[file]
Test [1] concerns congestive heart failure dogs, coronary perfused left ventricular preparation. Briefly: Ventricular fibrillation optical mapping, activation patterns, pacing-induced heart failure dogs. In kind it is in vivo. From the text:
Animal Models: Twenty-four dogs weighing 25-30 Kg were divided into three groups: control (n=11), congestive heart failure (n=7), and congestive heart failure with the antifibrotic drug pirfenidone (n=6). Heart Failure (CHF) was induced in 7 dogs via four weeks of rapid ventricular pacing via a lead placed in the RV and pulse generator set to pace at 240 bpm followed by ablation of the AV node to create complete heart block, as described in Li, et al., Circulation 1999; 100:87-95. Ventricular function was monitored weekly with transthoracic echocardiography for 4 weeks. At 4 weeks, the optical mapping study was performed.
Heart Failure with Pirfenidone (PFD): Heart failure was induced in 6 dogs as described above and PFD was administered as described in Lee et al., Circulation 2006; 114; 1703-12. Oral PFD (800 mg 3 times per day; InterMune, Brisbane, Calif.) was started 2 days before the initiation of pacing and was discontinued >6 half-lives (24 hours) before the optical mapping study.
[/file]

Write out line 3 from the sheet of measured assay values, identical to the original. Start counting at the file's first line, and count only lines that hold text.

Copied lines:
Heart Failure with Pirfenidone (PFD): Heart failure was induced in 6 dogs as described above and PFD was administered as described in Lee et al., Circulation 2006; 114; 1703-12. Oral PFD (800 mg 3 times per day; InterMune, Brisbane, Calif.) was started 2 days before the initiation of pacing and was discontinued >6 half-lives (24 hours) before the optical mapping study.